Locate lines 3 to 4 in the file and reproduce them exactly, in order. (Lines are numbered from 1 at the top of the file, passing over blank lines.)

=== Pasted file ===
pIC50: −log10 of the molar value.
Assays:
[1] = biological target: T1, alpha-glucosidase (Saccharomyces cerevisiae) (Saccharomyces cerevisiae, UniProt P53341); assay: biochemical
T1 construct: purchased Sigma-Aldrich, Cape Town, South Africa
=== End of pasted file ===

[1] = biological target: T1, alpha-glucosidase (Saccharomyces cerevisiae) (Saccharomyces cerevisiae, UniProt P53341); assay: biochemical
T1 construct: purchased Sigma-Aldrich, Cape Town, South Africa